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High rate vs snowball method

If you have multiple forms of debt, how should you prioritize repayment? This video analyzes two popular strategies for debt repayment to determine which will cost less money over time.

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Video transcript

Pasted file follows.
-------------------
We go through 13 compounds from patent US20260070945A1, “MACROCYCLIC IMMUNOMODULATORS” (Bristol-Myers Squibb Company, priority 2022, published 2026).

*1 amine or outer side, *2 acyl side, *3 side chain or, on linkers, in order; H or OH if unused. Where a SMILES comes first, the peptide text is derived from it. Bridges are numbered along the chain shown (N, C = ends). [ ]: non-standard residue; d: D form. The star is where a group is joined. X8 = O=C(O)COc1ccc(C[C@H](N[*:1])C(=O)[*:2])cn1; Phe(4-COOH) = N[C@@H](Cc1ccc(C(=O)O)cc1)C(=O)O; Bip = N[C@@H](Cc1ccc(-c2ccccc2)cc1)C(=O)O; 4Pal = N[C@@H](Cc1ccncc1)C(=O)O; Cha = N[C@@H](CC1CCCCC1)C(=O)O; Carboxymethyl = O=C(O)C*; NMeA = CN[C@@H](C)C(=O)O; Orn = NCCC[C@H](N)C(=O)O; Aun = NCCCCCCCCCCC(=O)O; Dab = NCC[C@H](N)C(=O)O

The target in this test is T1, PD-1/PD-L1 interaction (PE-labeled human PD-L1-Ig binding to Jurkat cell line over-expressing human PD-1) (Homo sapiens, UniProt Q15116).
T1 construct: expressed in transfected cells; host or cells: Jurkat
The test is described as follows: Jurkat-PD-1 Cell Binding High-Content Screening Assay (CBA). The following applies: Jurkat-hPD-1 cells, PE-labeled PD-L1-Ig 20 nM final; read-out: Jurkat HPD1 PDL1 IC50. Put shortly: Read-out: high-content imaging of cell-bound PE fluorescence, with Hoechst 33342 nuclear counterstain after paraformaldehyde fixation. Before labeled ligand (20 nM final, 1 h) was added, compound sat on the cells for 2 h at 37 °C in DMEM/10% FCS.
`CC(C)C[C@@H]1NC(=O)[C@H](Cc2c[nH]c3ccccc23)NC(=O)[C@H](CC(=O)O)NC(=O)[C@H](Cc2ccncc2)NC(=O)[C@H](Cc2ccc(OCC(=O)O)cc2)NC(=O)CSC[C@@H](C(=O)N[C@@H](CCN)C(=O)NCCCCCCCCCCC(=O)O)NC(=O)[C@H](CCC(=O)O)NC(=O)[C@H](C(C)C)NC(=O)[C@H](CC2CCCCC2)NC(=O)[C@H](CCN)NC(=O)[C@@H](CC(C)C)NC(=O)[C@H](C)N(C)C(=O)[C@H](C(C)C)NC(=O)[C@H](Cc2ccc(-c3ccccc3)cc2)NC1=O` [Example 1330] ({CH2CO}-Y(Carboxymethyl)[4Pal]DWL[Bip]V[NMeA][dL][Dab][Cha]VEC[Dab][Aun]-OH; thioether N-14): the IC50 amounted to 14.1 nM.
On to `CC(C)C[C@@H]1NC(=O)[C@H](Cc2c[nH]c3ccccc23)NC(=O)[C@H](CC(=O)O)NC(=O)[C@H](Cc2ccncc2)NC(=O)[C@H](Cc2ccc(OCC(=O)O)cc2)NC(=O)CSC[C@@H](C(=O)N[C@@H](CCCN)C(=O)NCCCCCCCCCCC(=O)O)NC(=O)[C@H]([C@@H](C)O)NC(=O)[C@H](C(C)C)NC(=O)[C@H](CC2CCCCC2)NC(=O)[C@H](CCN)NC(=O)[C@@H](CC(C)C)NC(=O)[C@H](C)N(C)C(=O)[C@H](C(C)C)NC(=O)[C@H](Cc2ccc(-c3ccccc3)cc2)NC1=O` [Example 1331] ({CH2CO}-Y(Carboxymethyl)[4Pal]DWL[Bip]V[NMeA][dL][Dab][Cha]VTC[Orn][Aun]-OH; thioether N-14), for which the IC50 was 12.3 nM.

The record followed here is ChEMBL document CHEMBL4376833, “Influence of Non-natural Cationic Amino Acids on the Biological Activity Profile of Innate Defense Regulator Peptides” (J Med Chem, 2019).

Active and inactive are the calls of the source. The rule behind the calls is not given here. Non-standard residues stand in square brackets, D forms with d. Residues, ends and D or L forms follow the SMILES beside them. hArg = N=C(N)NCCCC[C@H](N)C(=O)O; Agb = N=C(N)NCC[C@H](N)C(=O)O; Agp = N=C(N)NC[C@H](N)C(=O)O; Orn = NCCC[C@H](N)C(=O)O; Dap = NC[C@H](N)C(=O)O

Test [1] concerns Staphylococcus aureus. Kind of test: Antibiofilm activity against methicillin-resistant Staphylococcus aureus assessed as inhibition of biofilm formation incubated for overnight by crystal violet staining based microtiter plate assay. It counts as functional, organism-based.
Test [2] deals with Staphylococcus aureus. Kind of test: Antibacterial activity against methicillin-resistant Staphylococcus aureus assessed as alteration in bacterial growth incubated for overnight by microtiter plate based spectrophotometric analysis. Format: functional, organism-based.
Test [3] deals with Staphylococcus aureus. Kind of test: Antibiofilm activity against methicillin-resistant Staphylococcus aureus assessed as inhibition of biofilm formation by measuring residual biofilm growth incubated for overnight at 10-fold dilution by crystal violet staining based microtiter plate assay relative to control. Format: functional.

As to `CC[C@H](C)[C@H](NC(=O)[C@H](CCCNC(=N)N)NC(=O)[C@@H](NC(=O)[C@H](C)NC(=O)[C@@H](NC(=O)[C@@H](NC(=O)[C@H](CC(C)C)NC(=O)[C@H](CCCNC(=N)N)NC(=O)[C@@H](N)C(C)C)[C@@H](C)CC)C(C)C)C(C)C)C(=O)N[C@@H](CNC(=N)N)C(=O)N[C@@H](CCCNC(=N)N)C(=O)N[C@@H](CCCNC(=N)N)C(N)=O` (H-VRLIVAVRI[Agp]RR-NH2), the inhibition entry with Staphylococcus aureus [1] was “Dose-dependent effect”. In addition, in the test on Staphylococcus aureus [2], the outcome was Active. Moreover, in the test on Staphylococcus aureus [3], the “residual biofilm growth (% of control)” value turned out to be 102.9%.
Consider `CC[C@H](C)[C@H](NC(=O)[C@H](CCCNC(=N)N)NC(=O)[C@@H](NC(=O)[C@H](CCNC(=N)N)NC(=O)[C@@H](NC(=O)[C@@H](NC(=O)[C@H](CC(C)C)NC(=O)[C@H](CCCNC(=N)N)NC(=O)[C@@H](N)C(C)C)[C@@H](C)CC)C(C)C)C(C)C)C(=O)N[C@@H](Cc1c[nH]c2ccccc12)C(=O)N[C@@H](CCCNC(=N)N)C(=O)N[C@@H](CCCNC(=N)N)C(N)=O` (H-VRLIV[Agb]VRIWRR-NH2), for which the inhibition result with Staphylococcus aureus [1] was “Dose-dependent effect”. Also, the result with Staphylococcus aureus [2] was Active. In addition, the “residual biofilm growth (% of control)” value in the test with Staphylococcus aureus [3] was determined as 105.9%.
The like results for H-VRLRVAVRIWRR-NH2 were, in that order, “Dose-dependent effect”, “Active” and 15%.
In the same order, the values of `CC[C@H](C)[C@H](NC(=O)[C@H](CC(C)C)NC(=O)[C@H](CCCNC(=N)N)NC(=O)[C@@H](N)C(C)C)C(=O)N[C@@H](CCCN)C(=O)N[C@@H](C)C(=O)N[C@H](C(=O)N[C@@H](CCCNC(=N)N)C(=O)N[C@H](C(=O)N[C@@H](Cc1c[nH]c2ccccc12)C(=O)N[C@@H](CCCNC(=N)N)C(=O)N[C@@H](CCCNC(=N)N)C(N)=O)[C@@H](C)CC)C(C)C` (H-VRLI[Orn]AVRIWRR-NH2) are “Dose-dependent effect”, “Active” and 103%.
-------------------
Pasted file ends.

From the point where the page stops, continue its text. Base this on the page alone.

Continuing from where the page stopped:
Let's say that these four items here represent your outstanding debt. So, the first number in each row is the outstanding loan balance. For example, this credit card, you have $500 outstanding balance. The second number is your APR, 15% for the credit card, 30% for the retail card, 10% for this loan, 5% for this loan. And then the last number I have listed here is your minimum payment. So, you have a minimum payment every month. Let's see, 20 plus 30 is 50, plus another 150. You have a minimum payment every month of $200. And your total outstanding loan, your total outstanding loan balance is, let's see. This is 3,500 plus 500 is 4,000 plus 4,000 is 8,000, plus another 2,000 is 10,000. So, you owe $10,000. Your minimum payment is $200. But let's say that you have more than $200 to pay every month. Let's say that you have $300, $300 every month available. So, the question is, what do you do after you pay the minimum payments? What do you do with that extra hundred dollars? As you can imagine, I'm going to tell you that you should use that to pay down your debt so that you can pay it down as fast as possible. But then you might say, "Well, which debt do I pay down first? "Do I just split that $400 four ways "to pay off 25 more than each of these minimum payments? "Do I pay the largest amount first, "the smallest amount first? "Do I pay the highest interest first?" And those are all possible ways of doing it but the mathematically optimal way of doing it is to pay down the highest cost debt first. So, that method is often called the high rate method. Where you want to pay down your highest, your most costly debt first. Which in this case is the retail card. So, the order in which you would pay it is, the order in which you would pay it is-- You would pay all the minimum payments and then any extra money that you would have, you would put it towards the retail card first. Once the retail card is paid off, let's see, after that the credit card has the next highest interest. So, copy and paste. Then, these two loans, they're already in order, 10%, 5%. So, I'm just ordering these form highest interest cost to lowest interest cost. In this world, you would want to, essentially, rank them in this way. You obviously have to pay their minimum payments every month which is $200 but then I would take that extra hundred dollars that you have available and put it to the most costly debt. So, I would put that extra hundred dollars right over here and try to pay this one down as fast as possible. Once that is paid off, then I would put any extra you have after the minimum payments to the credit card. And once that's paid off as well, then to loan A. Once that's paid off, to loan B and hopefully you are then, you might be then debt-free. If you did the high rate method right over here, you would, and you don't incur any new debt, you would be debt-free after 47 months. And you would pay an aggregate interest of approximately 39, $3,904 in interest over those 47 months. So, you say, "Okay, Sal, I get it. "This is the mathematically optimal thing to do "to get rid of your most costly thing first "which makes sense`and then your next costly thing "and then on and on." But you tell me, "Well, you know, psychology matters here. "Psychology, maybe, got me into this debt a little bit. "So, for me, I don't like having my brain always thinking "about all of these four pieces of debt. "So, I would just love to maybe not have to worry "about four things and get to worrying "about three things as soon as possible "and then two things as soon as possible." So, if you think that is helpful, there is a method where you say, "Okay, I'm gonna pay my smallest balance first "to just get that out of the way." Now, keep in mind, if that works for you, if that psychologically allows you to say, "Okay, that hundred dollars "is gonna make a bigger dent here," that's great. That's actually called the snowball method. Let me write here. The idea is a snowball, you get one debt out of the way and then you snowball into the next. But that, just to be clear is not mathematically optimal. It will take you longer to pay your debt and you will pay more interest. But, I'll just write that down because the important thing is that you feel that you should put the hundred dollars to paying down the debt that you don't use it for something else. So, the snowball method would order these things differently. Under the snowball method, you would put your-- Let's see, your credit card has the smallest loan balance. So, let me put that first. So, copy and paste. That's your credit card. Then, after that, let's see, you have loan A. You have loan A here. So, let me copy and paste that. Copy and paste loan A. Then you have loan B. So, loan B. Oh, actually, yup, then you have loan B. Copy and paste. And then you have your retail card. And then you have your retail card. And you could see why this isn't gonna work out well. Why this isn't gonna work out well mathematically 'cause you're leaving your most expensive-- You're paying just the minimum on your most expensive, on your most expensive debt. Not only is it expensive, it's expensive on a large amount. But, let's just go through the... So, you might find it more psychologically easy to do this method because you at least get rid of the credit card debt a lot faster. You'll get down to only three sources of debt versus four much, much faster. So, in this situation, you would pay down the credit card first. So, you'd be able to knock these off faster. But, just so you make sure, there is a trade off. In this one, it's gonna take you 54 months to pay of your debt. So, seven months longer, more than half a year longer. You're going to be making payments. And you're going to pay almost double in interest. You're gonna pay 6,000, approximately $6,000 in interest in this situation versus I guess about 50% more. So, here you're paying almost 4,000 in interest. Here you're paying roughly $6,000 in interest over the 54 months. The mathematically rational one to do would be the high rate method. But this is, you know, whatever it does. Assuming you have the money, as long as you put it down towards your debt, at least you're making progress. And this is a method that some people might want to use more for psychological purposes. I have to admit, I have done this where I just wanted some debt out of the way so I pay down the small one first. But, if you really want to optimize for interest payments and paying down fast, you want to take out your costliest things first.